Fundamentally, Process Intensification of a chemical plant can be accomplished by enhancing the transfer co-efficient or the driving force for mass and heat transfer. The prime reason for large distillation and absorption towers is that the inter-phase mass transfer rates are governed by gravity. One way to enhance the transfer rates considerably is to replace the gravitational field with centrifugal field which is higher by few orders of magnitude. Applying this principle, compact size Spinning Disk Reactors, Rotating Packed Bed Separators and Centrifugal Absorbers have been developed. Conventionally, for gas separations, large and expensive cryogenic distillation systems are used. In order to achieve gas separations in compact size equipment, moving bed adsorption technology can be effectively used which ensures utilization of the entire bed due to counter current contact of adsorbent solid and the gases. The counter current contact leads to increase in mass transfer driving force by ensuring non-equilibrium between fluid and solid phases and due to high mass transfer rate, the size of the equipment can be reduced to a large extent. Since, absorbers and extraction columns sizes are governed by flooding velocities, use of porous medium for the solvent may be useful in effecting large throughput through a compact size column.

Process Intensification goals can also be achieved by combining reaction and separation and carrying out the same in one equipment if the reaction improves the separation substantially by means of enhanced mass transfer or the separation leads to higher reaction rate. Reactive Distillation, Reactive Absorption technologies are the examples in this regard.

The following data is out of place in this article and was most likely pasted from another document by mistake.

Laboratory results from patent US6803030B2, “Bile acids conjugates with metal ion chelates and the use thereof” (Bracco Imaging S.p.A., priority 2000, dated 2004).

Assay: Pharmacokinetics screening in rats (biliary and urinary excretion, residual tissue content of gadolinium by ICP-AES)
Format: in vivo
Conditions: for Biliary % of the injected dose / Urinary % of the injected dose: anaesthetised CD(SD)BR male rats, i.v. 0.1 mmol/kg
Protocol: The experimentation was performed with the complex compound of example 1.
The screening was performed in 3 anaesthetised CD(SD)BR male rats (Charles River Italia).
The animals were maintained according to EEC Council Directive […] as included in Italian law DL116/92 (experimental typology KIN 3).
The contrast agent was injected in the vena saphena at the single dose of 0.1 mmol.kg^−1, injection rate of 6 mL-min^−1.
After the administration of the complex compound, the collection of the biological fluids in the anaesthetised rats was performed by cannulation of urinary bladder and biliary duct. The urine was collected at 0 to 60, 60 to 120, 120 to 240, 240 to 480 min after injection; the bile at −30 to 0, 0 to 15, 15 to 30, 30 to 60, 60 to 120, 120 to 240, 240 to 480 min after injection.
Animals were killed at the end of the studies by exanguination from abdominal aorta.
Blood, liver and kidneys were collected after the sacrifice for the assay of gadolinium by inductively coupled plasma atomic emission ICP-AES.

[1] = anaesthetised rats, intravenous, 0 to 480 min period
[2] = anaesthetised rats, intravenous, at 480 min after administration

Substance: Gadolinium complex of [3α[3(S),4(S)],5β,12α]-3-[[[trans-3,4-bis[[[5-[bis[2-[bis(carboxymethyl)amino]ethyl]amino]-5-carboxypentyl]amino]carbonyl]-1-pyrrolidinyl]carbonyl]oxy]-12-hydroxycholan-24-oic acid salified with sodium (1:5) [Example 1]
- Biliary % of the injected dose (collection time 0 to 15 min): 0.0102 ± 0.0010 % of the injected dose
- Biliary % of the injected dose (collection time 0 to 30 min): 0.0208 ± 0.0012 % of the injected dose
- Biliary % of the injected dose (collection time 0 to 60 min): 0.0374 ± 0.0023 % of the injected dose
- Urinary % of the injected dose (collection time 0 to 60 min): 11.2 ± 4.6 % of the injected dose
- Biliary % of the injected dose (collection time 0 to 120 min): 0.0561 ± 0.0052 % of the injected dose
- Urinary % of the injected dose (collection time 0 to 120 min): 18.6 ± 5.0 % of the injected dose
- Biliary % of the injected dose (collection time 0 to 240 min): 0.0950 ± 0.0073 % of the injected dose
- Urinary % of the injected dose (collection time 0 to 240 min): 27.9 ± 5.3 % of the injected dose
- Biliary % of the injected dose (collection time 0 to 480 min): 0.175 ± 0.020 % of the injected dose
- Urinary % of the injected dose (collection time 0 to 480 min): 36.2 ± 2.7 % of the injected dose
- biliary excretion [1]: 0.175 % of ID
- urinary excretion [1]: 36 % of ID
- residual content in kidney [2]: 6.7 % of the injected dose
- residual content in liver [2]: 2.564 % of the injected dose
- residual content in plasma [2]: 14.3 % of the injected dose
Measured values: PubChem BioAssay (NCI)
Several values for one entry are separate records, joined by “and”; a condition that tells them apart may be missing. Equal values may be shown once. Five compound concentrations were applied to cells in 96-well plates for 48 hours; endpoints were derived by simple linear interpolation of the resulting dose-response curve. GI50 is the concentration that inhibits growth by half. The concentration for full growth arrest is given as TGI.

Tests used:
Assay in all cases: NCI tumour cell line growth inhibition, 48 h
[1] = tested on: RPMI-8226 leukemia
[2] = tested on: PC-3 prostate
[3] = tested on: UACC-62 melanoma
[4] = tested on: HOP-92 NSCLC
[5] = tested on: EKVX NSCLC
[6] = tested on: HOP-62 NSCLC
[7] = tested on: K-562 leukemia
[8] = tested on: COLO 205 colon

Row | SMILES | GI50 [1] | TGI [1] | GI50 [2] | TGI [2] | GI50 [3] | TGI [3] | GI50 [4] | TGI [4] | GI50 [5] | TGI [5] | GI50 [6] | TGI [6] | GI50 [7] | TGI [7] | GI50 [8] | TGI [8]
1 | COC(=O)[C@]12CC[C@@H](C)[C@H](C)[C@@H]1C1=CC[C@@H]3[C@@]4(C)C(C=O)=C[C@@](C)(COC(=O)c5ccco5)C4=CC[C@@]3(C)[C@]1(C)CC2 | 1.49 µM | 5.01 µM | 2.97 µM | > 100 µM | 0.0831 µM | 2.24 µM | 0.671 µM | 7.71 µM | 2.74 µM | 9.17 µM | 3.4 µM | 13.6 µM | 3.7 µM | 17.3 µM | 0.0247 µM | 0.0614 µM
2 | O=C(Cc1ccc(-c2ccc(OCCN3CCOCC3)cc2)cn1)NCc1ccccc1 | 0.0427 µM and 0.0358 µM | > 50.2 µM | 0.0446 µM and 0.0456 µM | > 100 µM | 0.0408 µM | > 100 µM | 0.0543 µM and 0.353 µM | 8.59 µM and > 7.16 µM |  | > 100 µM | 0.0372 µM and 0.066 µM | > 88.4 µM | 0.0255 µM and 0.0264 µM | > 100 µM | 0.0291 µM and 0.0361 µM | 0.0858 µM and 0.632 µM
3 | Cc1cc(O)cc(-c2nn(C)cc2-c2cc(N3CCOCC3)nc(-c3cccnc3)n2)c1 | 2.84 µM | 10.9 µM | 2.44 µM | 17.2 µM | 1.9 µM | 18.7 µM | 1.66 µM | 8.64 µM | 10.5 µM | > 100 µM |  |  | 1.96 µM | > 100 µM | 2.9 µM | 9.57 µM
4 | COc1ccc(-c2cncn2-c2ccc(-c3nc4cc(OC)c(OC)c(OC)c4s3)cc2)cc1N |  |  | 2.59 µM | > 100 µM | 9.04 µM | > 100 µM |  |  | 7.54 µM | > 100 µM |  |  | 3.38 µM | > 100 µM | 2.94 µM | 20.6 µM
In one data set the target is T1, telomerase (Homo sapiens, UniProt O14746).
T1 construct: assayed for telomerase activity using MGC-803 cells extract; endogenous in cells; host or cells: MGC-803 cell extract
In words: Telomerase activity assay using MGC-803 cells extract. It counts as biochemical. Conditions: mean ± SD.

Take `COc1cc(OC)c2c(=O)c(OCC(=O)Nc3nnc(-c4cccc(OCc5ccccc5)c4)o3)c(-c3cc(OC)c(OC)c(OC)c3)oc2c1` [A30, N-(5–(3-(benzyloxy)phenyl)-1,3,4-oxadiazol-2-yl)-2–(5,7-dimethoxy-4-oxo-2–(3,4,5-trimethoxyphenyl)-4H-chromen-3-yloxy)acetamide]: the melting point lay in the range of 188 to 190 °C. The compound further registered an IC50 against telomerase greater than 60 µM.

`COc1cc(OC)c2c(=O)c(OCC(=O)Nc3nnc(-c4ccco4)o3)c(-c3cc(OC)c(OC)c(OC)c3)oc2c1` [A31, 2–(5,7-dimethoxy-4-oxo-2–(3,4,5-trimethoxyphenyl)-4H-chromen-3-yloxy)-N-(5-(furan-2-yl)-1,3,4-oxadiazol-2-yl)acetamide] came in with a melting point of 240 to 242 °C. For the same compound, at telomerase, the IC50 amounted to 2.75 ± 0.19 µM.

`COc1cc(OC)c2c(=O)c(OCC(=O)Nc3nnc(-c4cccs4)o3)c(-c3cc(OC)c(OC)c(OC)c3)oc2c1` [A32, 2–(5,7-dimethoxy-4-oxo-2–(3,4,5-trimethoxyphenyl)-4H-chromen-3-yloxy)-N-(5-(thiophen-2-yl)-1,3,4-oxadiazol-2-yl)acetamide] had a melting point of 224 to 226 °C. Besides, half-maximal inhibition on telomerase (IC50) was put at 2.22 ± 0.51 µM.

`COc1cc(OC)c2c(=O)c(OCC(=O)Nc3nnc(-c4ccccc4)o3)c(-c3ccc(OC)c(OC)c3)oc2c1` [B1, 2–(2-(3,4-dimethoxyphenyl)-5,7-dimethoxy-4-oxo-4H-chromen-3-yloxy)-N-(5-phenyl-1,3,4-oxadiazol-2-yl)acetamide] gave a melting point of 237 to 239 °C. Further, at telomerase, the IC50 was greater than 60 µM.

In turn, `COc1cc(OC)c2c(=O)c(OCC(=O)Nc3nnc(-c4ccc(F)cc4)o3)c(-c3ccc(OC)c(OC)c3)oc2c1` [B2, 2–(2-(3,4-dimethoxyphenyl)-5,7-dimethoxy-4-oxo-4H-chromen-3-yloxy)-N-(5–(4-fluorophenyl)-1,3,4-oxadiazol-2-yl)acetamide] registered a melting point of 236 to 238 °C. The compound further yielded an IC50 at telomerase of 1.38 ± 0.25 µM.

Clathrate hydrates or gas hydrates are crystalline water based solids in which small non-polar gaseous molecules such as CH4, H2 , CO2 etc.,can be trapped inside the cages of the H- bonded water molecules mostly under cryogenic conditions or at high pressures. Clathrate hydrates are not chemical compounds as the gaseous molecules are not bonded to the lattice. Clathrate hydrates can be decomposed easily by either reducing the pressure or increasing the temperature. Thus large quantities of hydrocarbon gases (CH4, C2H6, and C3H8) and H2 might be stored as hydrates under appropriate conditions and can be used as solid fuels which can be decomposed by reducing pressure for combustion. Deposits of Clathrates of methane have been found to occur naturally (around 6.4 trillion tones) on deep ocean floor. Such deposits have been found on the Norwegian continental shelf in the northern head wall flank of the Storegga Slide. Use of these natural gas hydrates may prove to be economical in near future once cost effective technology for their extraction is developed.

Finally, Process Intensification, now a day, is a proven way for size reduction of process equipment and in turn the entire process plant can be miniaturized. It may eventually lead to lower CAPEX (capital expenditure) and OPEX (operating expenditure) due to substantial reduction in equipment sizes and enhancement in energy efficiencies. It also leads to inherently safer designs by virtue of creation of smaller equipment. In conclusion, development initiatives in process intensification field are extremely encouraging and miniaturization of process equipment and process plants is a reality today.

Literature cited

(1) James Bielenberg and Michelle Bryner, CEP, March 2018, pp. 41-45

(2) T. Walsh, CEP, March 2018, pp. 40

(3) K.D.P. Nigam et al., Chemical Engineering and Processing, 86 (2014), pp.78-89